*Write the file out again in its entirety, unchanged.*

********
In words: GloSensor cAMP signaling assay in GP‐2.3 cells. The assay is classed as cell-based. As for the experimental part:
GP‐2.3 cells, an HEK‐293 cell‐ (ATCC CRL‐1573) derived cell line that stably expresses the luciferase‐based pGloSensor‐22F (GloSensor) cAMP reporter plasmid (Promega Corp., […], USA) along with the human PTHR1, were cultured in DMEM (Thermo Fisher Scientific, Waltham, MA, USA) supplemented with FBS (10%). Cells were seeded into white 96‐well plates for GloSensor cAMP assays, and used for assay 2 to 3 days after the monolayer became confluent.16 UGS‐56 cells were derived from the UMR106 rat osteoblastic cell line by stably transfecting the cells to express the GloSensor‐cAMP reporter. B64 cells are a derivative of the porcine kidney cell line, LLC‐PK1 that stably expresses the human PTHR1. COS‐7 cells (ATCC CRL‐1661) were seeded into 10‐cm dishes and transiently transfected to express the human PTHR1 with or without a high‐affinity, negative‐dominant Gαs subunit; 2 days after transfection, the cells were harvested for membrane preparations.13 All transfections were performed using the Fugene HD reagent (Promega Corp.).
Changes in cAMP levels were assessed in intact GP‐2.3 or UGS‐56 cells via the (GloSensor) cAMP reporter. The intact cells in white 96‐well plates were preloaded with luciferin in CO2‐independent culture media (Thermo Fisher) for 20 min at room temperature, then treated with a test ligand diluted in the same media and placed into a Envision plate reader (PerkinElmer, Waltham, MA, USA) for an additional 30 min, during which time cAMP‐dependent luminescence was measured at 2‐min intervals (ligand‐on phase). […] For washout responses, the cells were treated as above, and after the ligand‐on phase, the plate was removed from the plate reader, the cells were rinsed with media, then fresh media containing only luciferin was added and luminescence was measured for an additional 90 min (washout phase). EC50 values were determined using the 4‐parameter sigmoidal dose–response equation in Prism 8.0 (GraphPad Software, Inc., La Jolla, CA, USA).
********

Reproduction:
In words: GloSensor cAMP signaling assay in GP‐2.3 cells. The assay is classed as cell-based. As for the experimental part:
GP‐2.3 cells, an HEK‐293 cell‐ (ATCC CRL‐1573) derived cell line that stably expresses the luciferase‐based pGloSensor‐22F (GloSensor) cAMP reporter plasmid (Promega Corp., […], USA) along with the human PTHR1, were cultured in DMEM (Thermo Fisher Scientific, Waltham, MA, USA) supplemented with FBS (10%). Cells were seeded into white 96‐well plates for GloSensor cAMP assays, and used for assay 2 to 3 days after the monolayer became confluent.16 UGS‐56 cells were derived from the UMR106 rat osteoblastic cell line by stably transfecting the cells to express the GloSensor‐cAMP reporter. B64 cells are a derivative of the porcine kidney cell line, LLC‐PK1 that stably expresses the human PTHR1. COS‐7 cells (ATCC CRL‐1661) were seeded into 10‐cm dishes and transiently transfected to express the human PTHR1 with or without a high‐affinity, negative‐dominant Gαs subunit; 2 days after transfection, the cells were harvested for membrane preparations.13 All transfections were performed using the Fugene HD reagent (Promega Corp.).
Changes in cAMP levels were assessed in intact GP‐2.3 or UGS‐56 cells via the (GloSensor) cAMP reporter. The intact cells in white 96‐well plates were preloaded with luciferin in CO2‐independent culture media (Thermo Fisher) for 20 min at room temperature, then treated with a test ligand diluted in the same media and placed into a Envision plate reader (PerkinElmer, Waltham, MA, USA) for an additional 30 min, during which time cAMP‐dependent luminescence was measured at 2‐min intervals (ligand‐on phase). […] For washout responses, the cells were treated as above, and after the ligand‐on phase, the plate was removed from the plate reader, the cells were rinsed with media, then fresh media containing only luciferin was added and luminescence was measured for an additional 90 min (washout phase). EC50 values were determined using the 4‐parameter sigmoidal dose–response equation in Prism 8.0 (GraphPad Software, Inc., La Jolla, CA, USA).